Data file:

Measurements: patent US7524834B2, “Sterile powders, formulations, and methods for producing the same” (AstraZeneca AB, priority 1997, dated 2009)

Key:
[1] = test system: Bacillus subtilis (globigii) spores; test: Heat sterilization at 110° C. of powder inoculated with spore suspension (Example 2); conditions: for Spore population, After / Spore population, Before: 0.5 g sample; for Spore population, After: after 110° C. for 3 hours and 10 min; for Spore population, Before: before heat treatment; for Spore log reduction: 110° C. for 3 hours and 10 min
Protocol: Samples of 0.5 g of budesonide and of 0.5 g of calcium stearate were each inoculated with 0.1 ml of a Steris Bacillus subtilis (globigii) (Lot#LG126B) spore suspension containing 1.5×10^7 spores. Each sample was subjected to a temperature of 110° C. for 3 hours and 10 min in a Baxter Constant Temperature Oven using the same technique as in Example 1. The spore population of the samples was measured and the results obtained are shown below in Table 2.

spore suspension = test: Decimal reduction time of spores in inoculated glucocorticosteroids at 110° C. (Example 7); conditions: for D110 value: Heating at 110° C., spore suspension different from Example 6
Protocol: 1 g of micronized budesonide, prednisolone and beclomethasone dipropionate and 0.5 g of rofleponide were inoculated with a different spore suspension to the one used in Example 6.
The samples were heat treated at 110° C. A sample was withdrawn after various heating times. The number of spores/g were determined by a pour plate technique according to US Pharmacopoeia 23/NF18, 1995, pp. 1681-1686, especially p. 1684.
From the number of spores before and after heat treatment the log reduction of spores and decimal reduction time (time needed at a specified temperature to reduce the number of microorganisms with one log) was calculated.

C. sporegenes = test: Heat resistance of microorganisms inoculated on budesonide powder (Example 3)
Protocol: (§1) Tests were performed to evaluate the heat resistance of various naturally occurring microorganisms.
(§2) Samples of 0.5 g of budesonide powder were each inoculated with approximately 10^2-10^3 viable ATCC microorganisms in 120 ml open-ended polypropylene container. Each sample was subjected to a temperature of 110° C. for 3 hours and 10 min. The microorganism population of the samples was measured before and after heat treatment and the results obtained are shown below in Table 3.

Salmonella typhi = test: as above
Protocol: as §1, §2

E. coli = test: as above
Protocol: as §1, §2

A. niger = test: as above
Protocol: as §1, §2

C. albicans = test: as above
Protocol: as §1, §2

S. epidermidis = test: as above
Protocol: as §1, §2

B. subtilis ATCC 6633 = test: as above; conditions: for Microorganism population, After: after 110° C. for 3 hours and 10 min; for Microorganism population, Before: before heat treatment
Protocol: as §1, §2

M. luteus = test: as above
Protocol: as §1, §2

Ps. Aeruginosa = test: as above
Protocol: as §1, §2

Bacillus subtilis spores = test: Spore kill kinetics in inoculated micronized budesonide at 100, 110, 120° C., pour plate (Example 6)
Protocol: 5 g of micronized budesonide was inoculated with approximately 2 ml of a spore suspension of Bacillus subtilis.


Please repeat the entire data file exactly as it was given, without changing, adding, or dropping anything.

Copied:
Measurements: patent US7524834B2, “Sterile powders, formulations, and methods for producing the same” (AstraZeneca AB, priority 1997, dated 2009)

Key:
[1] = test system: Bacillus subtilis (globigii) spores; test: Heat sterilization at 110° C. of powder inoculated with spore suspension (Example 2); conditions: for Spore population, After / Spore population, Before: 0.5 g sample; for Spore population, After: after 110° C. for 3 hours and 10 min; for Spore population, Before: before heat treatment; for Spore log reduction: 110° C. for 3 hours and 10 min
Protocol: Samples of 0.5 g of budesonide and of 0.5 g of calcium stearate were each inoculated with 0.1 ml of a Steris Bacillus subtilis (globigii) (Lot#LG126B) spore suspension containing 1.5×10^7 spores. Each sample was subjected to a temperature of 110° C. for 3 hours and 10 min in a Baxter Constant Temperature Oven using the same technique as in Example 1. The spore population of the samples was measured and the results obtained are shown below in Table 2.

spore suspension = test: Decimal reduction time of spores in inoculated glucocorticosteroids at 110° C. (Example 7); conditions: for D110 value: Heating at 110° C., spore suspension different from Example 6
Protocol: 1 g of micronized budesonide, prednisolone and beclomethasone dipropionate and 0.5 g of rofleponide were inoculated with a different spore suspension to the one used in Example 6.
The samples were heat treated at 110° C. A sample was withdrawn after various heating times. The number of spores/g were determined by a pour plate technique according to US Pharmacopoeia 23/NF18, 1995, pp. 1681-1686, especially p. 1684.
From the number of spores before and after heat treatment the log reduction of spores and decimal reduction time (time needed at a specified temperature to reduce the number of microorganisms with one log) was calculated.

C. sporegenes = test: Heat resistance of microorganisms inoculated on budesonide powder (Example 3)
Protocol: (§1) Tests were performed to evaluate the heat resistance of various naturally occurring microorganisms.
(§2) Samples of 0.5 g of budesonide powder were each inoculated with approximately 10^2-10^3 viable ATCC microorganisms in 120 ml open-ended polypropylene container. Each sample was subjected to a temperature of 110° C. for 3 hours and 10 min. The microorganism population of the samples was measured before and after heat treatment and the results obtained are shown below in Table 3.

Salmonella typhi = test: as above
Protocol: as §1, §2

E. coli = test: as above
Protocol: as §1, §2

A. niger = test: as above
Protocol: as §1, §2

C. albicans = test: as above
Protocol: as §1, §2

S. epidermidis = test: as above
Protocol: as §1, §2

B. subtilis ATCC 6633 = test: as above; conditions: for Microorganism population, After: after 110° C. for 3 hours and 10 min; for Microorganism population, Before: before heat treatment
Protocol: as §1, §2

M. luteus = test: as above
Protocol: as §1, §2

Ps. Aeruginosa = test: as above
Protocol: as §1, §2

Bacillus subtilis spores = test: Spore kill kinetics in inoculated micronized budesonide at 100, 110, 120° C., pour plate (Example 6)
Protocol: 5 g of micronized budesonide was inoculated with approximately 2 ml of a spore suspension of Bacillus subtilis.